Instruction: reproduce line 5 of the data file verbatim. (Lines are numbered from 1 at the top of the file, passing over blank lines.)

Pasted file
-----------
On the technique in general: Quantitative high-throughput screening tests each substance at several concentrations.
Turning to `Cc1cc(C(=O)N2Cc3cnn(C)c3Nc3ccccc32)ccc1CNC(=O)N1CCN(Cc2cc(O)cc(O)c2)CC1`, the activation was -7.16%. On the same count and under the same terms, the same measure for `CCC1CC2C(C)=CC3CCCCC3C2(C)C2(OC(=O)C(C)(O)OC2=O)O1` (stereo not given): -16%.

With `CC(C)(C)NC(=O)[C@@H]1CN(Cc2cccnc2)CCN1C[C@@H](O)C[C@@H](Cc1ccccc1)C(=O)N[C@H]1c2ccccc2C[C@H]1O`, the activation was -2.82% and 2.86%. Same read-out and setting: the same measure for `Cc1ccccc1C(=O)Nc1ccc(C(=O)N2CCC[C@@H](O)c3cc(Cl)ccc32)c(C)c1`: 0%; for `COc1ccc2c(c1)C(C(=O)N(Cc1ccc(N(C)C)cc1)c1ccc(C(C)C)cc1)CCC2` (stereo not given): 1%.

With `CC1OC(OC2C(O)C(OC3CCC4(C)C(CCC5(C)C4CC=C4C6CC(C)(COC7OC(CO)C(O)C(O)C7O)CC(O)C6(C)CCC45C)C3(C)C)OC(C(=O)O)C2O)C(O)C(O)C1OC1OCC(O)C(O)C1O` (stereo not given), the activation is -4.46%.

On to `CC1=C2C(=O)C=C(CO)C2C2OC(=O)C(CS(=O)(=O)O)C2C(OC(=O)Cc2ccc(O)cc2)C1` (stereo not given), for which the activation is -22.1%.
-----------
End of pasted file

On to `CC1=C2C(=O)C=C(CO)C2C2OC(=O)C(CS(=O)(=O)O)C2C(OC(=O)Cc2ccc(O)cc2)C1` (stereo not given), for which the activation is -22.1%.